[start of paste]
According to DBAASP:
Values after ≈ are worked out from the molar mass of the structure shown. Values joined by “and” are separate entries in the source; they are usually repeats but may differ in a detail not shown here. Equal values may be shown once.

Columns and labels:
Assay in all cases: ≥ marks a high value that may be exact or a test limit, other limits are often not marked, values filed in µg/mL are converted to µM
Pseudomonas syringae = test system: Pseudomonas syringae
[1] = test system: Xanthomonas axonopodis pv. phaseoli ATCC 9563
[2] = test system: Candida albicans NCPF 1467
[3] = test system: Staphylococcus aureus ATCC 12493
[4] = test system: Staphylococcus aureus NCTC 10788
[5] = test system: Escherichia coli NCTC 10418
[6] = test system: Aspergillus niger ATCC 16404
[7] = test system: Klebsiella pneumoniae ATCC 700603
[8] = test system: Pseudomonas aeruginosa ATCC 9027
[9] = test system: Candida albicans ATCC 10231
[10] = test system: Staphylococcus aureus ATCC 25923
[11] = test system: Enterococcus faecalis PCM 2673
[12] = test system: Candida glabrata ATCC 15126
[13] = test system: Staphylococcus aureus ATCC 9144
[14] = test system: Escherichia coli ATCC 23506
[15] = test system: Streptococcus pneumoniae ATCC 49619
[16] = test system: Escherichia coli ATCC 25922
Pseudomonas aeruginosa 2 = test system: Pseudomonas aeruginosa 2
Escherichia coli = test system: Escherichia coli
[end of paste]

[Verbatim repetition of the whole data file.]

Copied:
According to DBAASP:
Values after ≈ are worked out from the molar mass of the structure shown. Values joined by “and” are separate entries in the source; they are usually repeats but may differ in a detail not shown here. Equal values may be shown once.

Columns and labels:
Assay in all cases: ≥ marks a high value that may be exact or a test limit, other limits are often not marked, values filed in µg/mL are converted to µM
Pseudomonas syringae = test system: Pseudomonas syringae
[1] = test system: Xanthomonas axonopodis pv. phaseoli ATCC 9563
[2] = test system: Candida albicans NCPF 1467
[3] = test system: Staphylococcus aureus ATCC 12493
[4] = test system: Staphylococcus aureus NCTC 10788
[5] = test system: Escherichia coli NCTC 10418
[6] = test system: Aspergillus niger ATCC 16404
[7] = test system: Klebsiella pneumoniae ATCC 700603
[8] = test system: Pseudomonas aeruginosa ATCC 9027
[9] = test system: Candida albicans ATCC 10231
[10] = test system: Staphylococcus aureus ATCC 25923
[11] = test system: Enterococcus faecalis PCM 2673
[12] = test system: Candida glabrata ATCC 15126
[13] = test system: Staphylococcus aureus ATCC 9144
[14] = test system: Escherichia coli ATCC 23506
[15] = test system: Streptococcus pneumoniae ATCC 49619
[16] = test system: Escherichia coli ATCC 25922
Pseudomonas aeruginosa 2 = test system: Pseudomonas aeruginosa 2
Escherichia coli = test system: Escherichia coli